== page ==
Despite investors’ gloom, the worst of the bear market is at hand. Of course, stock prices are sure to go up and down in coming days and weeks. And though they will not come roaring back anytime soon, the downdraft in prices is nearly over.
Looking out on the next five years — the shortest horizon prudent for stocks given their volatility, and thus risk — annual stock returns in the mid-single digits seem likely. Sure, these aren’t the double-digit returns of the two decades since the dot-com bubble burst, but they are solid returns nonetheless.
Indeed, much of the decline in stock prices this year is the result of investors anticipating higher interest rates. Higher rates reduce the present value of future corporate profits, from which stocks ultimately derive their worth. In other words, higher rates mean the profits that businesses are expected to earn in the future are worth less today — and thus stock prices decline.
The good news is that stock investors have fully bought into all this bad news on interest rates and the economy’s prospects. That sounds strange, but to put it another way, the current low stock prices fully reflect all that has gone wrong. As such, if the Fed can simply raise interest rates as expected, and the economy is able to avoid an outright downturn, stock investors will stop selling, and the bear market will end.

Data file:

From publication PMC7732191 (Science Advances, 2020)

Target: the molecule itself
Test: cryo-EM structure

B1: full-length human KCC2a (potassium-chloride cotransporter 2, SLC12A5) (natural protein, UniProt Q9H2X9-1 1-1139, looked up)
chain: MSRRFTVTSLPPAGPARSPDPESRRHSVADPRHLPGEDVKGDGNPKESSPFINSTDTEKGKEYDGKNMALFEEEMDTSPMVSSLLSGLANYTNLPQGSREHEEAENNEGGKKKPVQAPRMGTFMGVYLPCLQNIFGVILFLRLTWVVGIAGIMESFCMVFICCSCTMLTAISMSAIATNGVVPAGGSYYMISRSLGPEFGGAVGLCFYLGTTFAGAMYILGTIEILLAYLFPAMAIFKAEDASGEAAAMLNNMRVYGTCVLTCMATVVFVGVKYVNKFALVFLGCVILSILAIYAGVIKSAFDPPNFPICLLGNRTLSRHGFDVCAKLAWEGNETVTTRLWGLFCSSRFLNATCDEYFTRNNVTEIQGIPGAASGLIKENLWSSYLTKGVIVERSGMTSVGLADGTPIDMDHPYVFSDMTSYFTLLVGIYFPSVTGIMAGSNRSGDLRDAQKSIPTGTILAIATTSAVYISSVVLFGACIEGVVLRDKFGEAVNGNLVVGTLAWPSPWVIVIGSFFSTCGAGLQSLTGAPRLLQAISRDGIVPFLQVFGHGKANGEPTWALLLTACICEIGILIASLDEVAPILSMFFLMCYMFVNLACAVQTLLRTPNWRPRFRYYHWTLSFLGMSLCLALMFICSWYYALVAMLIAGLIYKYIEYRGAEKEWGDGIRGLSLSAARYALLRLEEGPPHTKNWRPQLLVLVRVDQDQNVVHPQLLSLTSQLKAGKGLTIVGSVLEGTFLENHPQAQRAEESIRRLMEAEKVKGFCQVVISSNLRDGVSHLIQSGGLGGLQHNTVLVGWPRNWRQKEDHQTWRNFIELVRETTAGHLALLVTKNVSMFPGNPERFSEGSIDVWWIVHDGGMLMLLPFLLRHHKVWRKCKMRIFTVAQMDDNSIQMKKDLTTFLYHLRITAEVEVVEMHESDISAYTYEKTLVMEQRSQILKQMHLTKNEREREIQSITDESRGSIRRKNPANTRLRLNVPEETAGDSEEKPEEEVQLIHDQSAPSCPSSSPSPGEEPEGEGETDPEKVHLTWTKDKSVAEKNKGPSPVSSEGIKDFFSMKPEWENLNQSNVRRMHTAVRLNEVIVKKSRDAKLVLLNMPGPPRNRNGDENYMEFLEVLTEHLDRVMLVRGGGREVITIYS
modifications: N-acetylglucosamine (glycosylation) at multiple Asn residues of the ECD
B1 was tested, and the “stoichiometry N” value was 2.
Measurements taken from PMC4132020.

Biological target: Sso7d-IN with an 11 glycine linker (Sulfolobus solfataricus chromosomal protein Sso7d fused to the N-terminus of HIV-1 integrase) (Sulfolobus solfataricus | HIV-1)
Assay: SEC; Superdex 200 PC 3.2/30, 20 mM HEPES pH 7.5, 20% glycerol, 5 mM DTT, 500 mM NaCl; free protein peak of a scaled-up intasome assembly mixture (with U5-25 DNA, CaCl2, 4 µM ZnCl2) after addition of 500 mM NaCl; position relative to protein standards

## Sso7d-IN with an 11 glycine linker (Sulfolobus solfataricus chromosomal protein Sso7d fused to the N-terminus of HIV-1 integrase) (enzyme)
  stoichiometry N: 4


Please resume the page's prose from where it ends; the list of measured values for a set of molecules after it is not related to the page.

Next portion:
While there is good reason to be optimistic that the bear market is near an end, stock prices are unlikely to move up meaningfully until it is clear the Fed has finished raising interest rates. There is no need to jump in and buy stocks now.
But it is also important to remember that timing ups and downs in the stock market is a daring and ultimately losing game. Most of us should ignore the market’s volatility. Don’t look. Invest for the long-run. The American economy and businesses, as always, will prevail. It may take time, but stock prices will rise again.